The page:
UN Official: Fight Against Terrorism Must Not Violate Human Rights

UN High Commissioner for Human Rights says efforts by states to combat terrorism are resulting in large scale rights violations against the very citizens they claim to defend More

This forum has been closed.
Comments
     
There are no comments in this forum. Be first and add one

Featured Videos

Your JavaScript is turned off or you have an old version of Adobe's Flash Player. Get the latest Flash player.
Video Claims to Show Shia Forces in Iraq Executing Sunni Boyi
X
Jeff Seldin
March 05, 2015 2:36 AM
A graphic mobile phone video is spreading on the Internet, claiming to show Iraqi forces or Shia militia executing a handcuffed Sunni boy. Experts have yet to verify the video, but already Islamic State followers are publicizing it across social media, playing on deep-rooted sectarian fears. VOA’s Jeff Seldin reports.
Video

Video Video Claims to Show Shia Forces in Iraq Executing Sunni Boy

A graphic mobile phone video is spreading on the Internet, claiming to show Iraqi forces or Shia militia executing a handcuffed Sunni boy. Experts have yet to verify the video, but already Islamic State followers are publicizing it across social media, playing on deep-rooted sectarian fears. VOA’s Jeff Seldin reports.
Video

Video Ukrainian Authorities Struggle to Secure a Divided Mariupol

Since last month's cease-fire went into effect, shelling around the port city of Mariupol has decreased, but it is thought pro-Russian separatists remain poised to attack. For the city’s authorities, a major challenge is gaining the trust of residents, while at the same time rooting out informants who are passing sensitive information to the rebels. Patrick Wells reports for VOA.
Video

Video Volunteer Gauge-Watchers Help Fine-Tune Weather Science

An observation system called CoCoRaHS is working to improve weather science, thanks to thousands of volunteers across the country who measure precipitation in their own backyards, then share their data through the Internet. VOA's Shelley Schlender reports.
Video

Video NASA Spacecraft Approaches a Dwarf Planet

NASA’s Dawn spacecraft will make history on Friday, March 6, when it becomes the first man-made object to orbit a dwarf planet named Ceres. It is located in the asteroid belt between Mars and Jupiter, almost 500 million kilometers from Earth. Among other objectives, Dawn will try to examine two mysterious bright white spots detected on the planet’s surface. VOA’s George Putic has more.
Video

Video Young Muslims Radicalized Online

Young Muslims are being radicalized ‘in their bedrooms’ through direct contact with Islamic State or ISIL fighters via the Internet, according to terror experts. There are growing concerns that authorities and Internet providers are not doing enough to counter online extremism - which analysts say is spread by a prolific network of online supporters around the world. Henry Ridgwell reports from London.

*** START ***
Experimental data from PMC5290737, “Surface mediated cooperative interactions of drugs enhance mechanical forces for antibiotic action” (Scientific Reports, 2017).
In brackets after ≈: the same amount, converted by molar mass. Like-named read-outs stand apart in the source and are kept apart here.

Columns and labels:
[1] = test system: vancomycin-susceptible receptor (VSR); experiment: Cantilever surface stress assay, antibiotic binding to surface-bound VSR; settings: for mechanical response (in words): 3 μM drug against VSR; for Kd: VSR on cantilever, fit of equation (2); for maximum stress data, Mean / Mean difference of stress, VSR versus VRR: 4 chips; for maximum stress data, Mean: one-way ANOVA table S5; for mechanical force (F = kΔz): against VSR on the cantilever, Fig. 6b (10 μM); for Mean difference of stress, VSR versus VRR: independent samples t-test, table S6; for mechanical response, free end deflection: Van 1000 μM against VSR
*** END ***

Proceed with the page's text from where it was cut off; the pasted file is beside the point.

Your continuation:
Video

Video African Americans Recall 1960s Fight For Voting Rights

U.S. President Barack Obama and thousands of people will gather in the small southern U.S. city of Selma, Alabama, Saturday, March 7 to commemorate the 50th anniversary of a historic voting rights march that became known as “Bloody Sunday." VOA’s Chris Simkins traveled to Alabama and introduces us to some of the foot soldiers of the voting rights struggles of the 1960s.
Video

Video Positive Messaging Transforms Ethiopia's Image

Ethiopia was once known for famine and droughts. Now, headlines more often point to its fast-growing economy and its emergence as a regional peacemaker. How has Addis Ababa changed the narrative? VOA's Marthe van der Wolf reports.
Video

Video Cyber War Rages Between Iran, US

A newly published report indicates Iran and the United States have increased their cyber attacks on each other, even as their top diplomats are working toward an agreement to guarantee Iran does not develop a nuclear weapon and to free Iran from international sanctions. The development is part of a growing global trend. VOA’s Al Pessin reports from London.
Video

Video Answers Elude Families of MH370 Passengers

For the families on board Malaysia Airlines flight MH370, an airline official’s statement nearly one year ago that the plane had lost contact with air traffic control at 2:40 AM is the only thing that remains confirmed. William Ide reports.

All About America

Circumventing Censorship

An Internet Primer for Healthy Web Habits

As surveillance and censoring technologies advance, so, too, do new tools for your computer or mobile device that help protect your privacy and break through Internet censorship.
More